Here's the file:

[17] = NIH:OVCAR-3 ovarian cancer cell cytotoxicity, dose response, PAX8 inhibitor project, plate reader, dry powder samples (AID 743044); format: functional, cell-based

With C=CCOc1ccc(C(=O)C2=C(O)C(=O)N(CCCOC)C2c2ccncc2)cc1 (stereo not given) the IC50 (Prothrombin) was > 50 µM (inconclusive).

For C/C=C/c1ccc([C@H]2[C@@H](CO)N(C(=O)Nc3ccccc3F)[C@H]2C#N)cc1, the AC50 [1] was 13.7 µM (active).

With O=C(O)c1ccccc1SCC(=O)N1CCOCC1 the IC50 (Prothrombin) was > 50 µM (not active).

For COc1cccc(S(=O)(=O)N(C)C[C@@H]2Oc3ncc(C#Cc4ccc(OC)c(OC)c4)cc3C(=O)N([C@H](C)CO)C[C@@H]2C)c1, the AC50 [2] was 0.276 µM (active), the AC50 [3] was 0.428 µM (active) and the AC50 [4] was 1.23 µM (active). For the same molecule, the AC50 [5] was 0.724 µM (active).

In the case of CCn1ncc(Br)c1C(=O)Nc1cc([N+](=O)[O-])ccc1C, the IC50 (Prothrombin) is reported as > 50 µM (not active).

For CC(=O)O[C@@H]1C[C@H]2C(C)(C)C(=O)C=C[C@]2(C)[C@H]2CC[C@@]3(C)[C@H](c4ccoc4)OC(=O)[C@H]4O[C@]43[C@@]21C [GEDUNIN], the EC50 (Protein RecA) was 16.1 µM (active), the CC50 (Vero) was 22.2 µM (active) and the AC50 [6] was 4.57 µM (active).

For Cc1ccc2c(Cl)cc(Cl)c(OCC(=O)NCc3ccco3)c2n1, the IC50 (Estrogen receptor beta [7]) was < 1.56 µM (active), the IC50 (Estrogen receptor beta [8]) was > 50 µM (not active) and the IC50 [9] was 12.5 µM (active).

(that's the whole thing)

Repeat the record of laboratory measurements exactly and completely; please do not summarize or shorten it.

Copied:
[17] = NIH:OVCAR-3 ovarian cancer cell cytotoxicity, dose response, PAX8 inhibitor project, plate reader, dry powder samples (AID 743044); format: functional, cell-based

With C=CCOc1ccc(C(=O)C2=C(O)C(=O)N(CCCOC)C2c2ccncc2)cc1 (stereo not given) the IC50 (Prothrombin) was > 50 µM (inconclusive).

For C/C=C/c1ccc([C@H]2[C@@H](CO)N(C(=O)Nc3ccccc3F)[C@H]2C#N)cc1, the AC50 [1] was 13.7 µM (active).

With O=C(O)c1ccccc1SCC(=O)N1CCOCC1 the IC50 (Prothrombin) was > 50 µM (not active).

For COc1cccc(S(=O)(=O)N(C)C[C@@H]2Oc3ncc(C#Cc4ccc(OC)c(OC)c4)cc3C(=O)N([C@H](C)CO)C[C@@H]2C)c1, the AC50 [2] was 0.276 µM (active), the AC50 [3] was 0.428 µM (active) and the AC50 [4] was 1.23 µM (active). For the same molecule, the AC50 [5] was 0.724 µM (active).

In the case of CCn1ncc(Br)c1C(=O)Nc1cc([N+](=O)[O-])ccc1C, the IC50 (Prothrombin) is reported as > 50 µM (not active).

For CC(=O)O[C@@H]1C[C@H]2C(C)(C)C(=O)C=C[C@]2(C)[C@H]2CC[C@@]3(C)[C@H](c4ccoc4)OC(=O)[C@H]4O[C@]43[C@@]21C [GEDUNIN], the EC50 (Protein RecA) was 16.1 µM (active), the CC50 (Vero) was 22.2 µM (active) and the AC50 [6] was 4.57 µM (active).

For Cc1ccc2c(Cl)cc(Cl)c(OCC(=O)NCc3ccco3)c2n1, the IC50 (Estrogen receptor beta [7]) was < 1.56 µM (active), the IC50 (Estrogen receptor beta [8]) was > 50 µM (not active) and the IC50 [9] was 12.5 µM (active).